And all the windows are obscured by lip marks!(y)
 
Jan 28, 2013
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We have missed you Toots :D

but seriously some of the idiots drivers we see most days are 'professionals'

it really offends me when police cars make last minute manoeuvres with no indication, at the same time talking into their radio that apparently isn't as distracting as using a mobile phone???

I am sure they would always come up with an excellent justification for their poor driving, but it sets an awful example

bit like the lorries, it always seems to be the plain white ones that drive the worst, so no company to complain to
... Police radios are mobile phones... Fyi
And most police drivers aren't 'highly trained' ...
Poor driving tho... No excuse for sure.
 

old-mo

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Part of my training in my yoof, when I was an ambulance driver was to do a stint on a skid pan..(Scary.:Eeek:)

Do they still have to do that...?

PS that`s where I met Judy,,, she was a nurse and I was one of them idiot drivers... ;):D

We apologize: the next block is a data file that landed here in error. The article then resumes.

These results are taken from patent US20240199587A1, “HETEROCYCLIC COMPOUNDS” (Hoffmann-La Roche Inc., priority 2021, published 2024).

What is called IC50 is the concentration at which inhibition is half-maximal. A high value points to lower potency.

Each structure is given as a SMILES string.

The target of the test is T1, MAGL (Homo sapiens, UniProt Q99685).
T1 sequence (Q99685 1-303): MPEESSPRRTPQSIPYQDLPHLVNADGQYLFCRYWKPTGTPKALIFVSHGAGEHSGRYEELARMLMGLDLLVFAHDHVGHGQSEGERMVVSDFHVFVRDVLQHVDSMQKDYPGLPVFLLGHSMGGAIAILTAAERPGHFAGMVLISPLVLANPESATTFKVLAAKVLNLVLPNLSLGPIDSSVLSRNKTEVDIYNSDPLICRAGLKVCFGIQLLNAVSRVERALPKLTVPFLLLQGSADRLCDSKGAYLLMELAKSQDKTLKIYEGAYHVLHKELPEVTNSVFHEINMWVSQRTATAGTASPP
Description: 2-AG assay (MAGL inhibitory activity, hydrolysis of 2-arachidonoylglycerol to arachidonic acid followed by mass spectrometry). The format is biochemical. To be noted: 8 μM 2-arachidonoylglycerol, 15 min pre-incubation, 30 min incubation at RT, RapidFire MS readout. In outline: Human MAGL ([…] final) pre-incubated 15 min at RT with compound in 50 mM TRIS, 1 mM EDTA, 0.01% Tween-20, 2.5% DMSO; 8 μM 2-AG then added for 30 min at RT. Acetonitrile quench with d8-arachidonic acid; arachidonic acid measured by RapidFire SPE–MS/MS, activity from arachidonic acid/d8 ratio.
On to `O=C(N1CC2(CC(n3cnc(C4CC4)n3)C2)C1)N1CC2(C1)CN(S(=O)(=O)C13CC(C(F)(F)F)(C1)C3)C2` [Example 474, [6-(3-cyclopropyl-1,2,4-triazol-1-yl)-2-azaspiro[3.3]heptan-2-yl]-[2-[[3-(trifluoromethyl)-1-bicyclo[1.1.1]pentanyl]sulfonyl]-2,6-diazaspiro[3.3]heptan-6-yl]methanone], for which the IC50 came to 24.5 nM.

Fireman Sam

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Part of my training in my yoof, when I was an ambulance driver was to do a stint on a skid pan..(Scary.:Eeek:)

Do they still have to do that...?

PS that`s where I met Judy,,, she was a nurse and I was one of them idiot drivers... ;):D
Yes they still do.
 
Feb 10, 2013
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I spent 30 years on the Ambulance Service - mostly on emergency ambulances, training new recruits, or driving a desk. You would think therefore that I'd defend these 'idiots' but I wont.

We had a rule; NO emergency (an I mean NO emergency) justifies an accident!

Any tear-arse who had a knock, either got put on a discip', got taken off driving, got put on out-patient runs, or suffered ridicule from other staff.

Newbies were put with old hands; old 'sweats' that had seen it all. Blokes that knocked all the corners off keen, enthusiastic youngsters like me. During my first few weeks on the road, one of these fellas says to me, "Go over 30mph son and see what happens". I did; so he whipped my hat off (it was a discip' offence not to have your hat on in those days) and he threw it out of the cab window into a bus queue! "There y'go son, you want to chase about, go and chase that!"